Trash at the Border Highlights the Environmental Cost of Illegal Immigration

Article author: 
Matthew Sussis
Article publisher: 
Center for Immigration Studies
Article date: 
20 September 2018
Article category: 
Our American Future
Article Body: 

... Indeed, one of the most direct environmental impacts of illegal immigration is one that's clearly observable to anyone who lives at the southwest border — the thousands of pounds of trash that are discarded and left behind by aliens and their hired human smugglers.

Perhaps the state hardest hit by trash at the border is Arizona, which shares 370 miles of border with Mexico. Behind only the Rio Grande Valley in Texas, Tucson, Ariz., is consistently the sector of the border with the highest number of Border Patrol apprehensions.
The Arizona Department of Environmental Quality (ADEQ) estimates that over 2,000 tons of trash are discarded at the Arizona border every year. As a consequence, the department established a website entitled "Arizona Border Trash" in 2012 to coordinate and keep track of the state's trash cleanup operations. According to ADEQ, each ton of trash requires landfill fees of $37 to $49, which are footed by Arizona taxpayers. That does not include fees for materials, transportation, or labor. ADEQ further estimates that each border-crosser leaves an average of six to eight pounds of trash behind.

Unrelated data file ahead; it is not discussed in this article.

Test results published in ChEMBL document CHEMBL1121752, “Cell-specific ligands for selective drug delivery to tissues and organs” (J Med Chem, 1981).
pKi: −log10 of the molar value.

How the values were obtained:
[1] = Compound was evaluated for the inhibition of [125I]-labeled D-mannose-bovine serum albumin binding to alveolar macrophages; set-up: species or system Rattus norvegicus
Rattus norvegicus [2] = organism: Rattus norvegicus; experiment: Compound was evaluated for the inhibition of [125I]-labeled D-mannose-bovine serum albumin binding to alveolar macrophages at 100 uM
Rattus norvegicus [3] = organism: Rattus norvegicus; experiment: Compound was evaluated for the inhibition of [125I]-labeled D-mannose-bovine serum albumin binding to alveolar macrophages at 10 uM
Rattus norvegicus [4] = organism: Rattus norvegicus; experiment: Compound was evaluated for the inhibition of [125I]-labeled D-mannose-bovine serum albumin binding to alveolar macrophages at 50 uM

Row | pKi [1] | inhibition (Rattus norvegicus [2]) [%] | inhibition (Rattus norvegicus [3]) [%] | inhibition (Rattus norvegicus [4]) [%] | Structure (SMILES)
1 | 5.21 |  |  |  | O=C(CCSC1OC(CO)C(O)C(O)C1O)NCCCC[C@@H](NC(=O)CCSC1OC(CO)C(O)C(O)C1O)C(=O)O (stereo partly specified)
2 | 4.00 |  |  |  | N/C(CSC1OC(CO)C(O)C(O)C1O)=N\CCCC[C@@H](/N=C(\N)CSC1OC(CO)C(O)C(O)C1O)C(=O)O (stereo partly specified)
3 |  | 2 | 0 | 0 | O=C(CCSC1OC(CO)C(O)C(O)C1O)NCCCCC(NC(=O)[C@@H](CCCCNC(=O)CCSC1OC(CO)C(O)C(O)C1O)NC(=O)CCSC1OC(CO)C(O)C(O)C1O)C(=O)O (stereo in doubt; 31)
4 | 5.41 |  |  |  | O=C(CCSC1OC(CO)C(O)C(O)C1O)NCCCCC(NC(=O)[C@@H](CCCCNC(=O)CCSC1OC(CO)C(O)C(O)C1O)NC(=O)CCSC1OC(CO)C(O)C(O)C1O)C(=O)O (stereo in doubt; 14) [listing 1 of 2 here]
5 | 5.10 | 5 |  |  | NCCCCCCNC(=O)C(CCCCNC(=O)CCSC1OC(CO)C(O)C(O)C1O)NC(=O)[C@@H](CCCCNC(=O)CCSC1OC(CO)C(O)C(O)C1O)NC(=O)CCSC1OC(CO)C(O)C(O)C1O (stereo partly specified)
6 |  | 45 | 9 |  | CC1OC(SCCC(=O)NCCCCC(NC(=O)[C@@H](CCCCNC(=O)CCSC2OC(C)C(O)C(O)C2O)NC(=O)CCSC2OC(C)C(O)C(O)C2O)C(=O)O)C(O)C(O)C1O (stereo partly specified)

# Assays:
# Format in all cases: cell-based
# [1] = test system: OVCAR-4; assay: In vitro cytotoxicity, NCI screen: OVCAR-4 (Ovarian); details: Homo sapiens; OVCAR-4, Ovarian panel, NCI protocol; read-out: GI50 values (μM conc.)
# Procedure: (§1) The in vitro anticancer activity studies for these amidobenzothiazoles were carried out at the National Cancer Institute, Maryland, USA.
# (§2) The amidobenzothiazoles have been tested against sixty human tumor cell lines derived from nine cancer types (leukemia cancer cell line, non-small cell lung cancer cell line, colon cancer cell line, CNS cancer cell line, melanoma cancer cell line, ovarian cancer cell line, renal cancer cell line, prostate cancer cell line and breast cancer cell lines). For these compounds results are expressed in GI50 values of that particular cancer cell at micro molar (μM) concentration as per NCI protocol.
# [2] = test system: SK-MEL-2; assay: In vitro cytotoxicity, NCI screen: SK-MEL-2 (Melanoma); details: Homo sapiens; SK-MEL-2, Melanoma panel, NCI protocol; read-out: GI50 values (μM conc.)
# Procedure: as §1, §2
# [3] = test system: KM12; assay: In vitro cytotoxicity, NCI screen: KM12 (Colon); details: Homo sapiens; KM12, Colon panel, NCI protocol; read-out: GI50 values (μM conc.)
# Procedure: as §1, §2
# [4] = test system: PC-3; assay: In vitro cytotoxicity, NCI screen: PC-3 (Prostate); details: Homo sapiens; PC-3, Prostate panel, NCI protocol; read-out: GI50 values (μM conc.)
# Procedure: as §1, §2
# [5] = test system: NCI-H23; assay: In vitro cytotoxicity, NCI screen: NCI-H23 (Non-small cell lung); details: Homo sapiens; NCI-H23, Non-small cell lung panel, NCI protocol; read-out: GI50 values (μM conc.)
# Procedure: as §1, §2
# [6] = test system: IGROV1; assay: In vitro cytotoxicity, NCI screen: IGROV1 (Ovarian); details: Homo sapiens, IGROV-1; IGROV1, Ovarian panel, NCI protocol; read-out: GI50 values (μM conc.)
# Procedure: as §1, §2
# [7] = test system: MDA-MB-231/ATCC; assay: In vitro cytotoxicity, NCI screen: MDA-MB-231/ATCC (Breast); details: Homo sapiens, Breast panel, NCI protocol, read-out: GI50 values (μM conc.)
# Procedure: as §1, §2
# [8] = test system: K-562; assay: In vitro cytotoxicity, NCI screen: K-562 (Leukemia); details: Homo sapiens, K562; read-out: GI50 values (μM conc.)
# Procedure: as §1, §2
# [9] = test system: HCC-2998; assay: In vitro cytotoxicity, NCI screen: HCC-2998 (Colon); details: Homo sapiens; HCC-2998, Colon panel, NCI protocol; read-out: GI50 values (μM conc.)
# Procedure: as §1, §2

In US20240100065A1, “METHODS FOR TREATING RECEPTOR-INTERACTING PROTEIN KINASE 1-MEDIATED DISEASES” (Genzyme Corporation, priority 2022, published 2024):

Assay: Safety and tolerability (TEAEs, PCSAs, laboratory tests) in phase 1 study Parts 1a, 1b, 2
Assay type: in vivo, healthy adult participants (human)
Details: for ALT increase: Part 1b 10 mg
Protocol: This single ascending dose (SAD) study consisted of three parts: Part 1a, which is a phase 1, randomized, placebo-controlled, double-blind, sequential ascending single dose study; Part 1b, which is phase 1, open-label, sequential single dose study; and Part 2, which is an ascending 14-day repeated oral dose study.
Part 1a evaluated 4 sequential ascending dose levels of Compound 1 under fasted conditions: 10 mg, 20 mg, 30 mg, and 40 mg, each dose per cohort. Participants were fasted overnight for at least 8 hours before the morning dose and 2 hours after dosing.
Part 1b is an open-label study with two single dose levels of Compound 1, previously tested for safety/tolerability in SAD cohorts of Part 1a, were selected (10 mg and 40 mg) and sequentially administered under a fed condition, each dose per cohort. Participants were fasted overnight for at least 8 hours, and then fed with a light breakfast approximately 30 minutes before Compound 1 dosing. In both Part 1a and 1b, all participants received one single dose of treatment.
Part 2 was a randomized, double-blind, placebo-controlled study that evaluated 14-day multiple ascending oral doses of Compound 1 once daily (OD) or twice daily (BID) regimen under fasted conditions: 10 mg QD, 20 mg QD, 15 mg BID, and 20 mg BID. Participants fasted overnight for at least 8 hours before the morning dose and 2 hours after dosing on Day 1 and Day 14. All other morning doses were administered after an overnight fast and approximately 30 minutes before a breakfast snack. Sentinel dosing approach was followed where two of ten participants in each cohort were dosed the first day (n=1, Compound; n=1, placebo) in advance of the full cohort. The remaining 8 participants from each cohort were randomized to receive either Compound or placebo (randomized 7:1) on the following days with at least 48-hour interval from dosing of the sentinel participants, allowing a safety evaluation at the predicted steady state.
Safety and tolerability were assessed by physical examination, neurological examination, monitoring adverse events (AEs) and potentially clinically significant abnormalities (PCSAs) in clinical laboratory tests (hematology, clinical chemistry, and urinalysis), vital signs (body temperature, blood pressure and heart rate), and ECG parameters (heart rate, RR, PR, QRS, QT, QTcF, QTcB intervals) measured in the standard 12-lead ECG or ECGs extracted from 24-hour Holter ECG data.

According to the ADEQ website, border trash "has been shown to affect human health, the environment and economic wellbeing." Included among the specific impacts are watershed degradation, soil erosion, damage to infrastructure, loss of vegetation and wildlife, and escaped campfires.
Using the list of collections from the same website, it is possible to analyze total amounts of trash collected by fiscal year, and compare those figures to the U.S. Border Patrol's monthly data on total illegal aliens apprehended by sector.
Arizona border apprehensions include data from two sectors: Tucson and Yuma, with the large majority of apprehensions (ranging from 80 percent to 95 percent) coming from Tucson....
Every illegal alien prevented from crossing our southern border represents about seven pounds of garbage that will no longer be left behind to potentially damage water systems, wildlife, and soil. As such, lawmakers ought to consider that securing the border is not just a matter of national security, but environmental security too.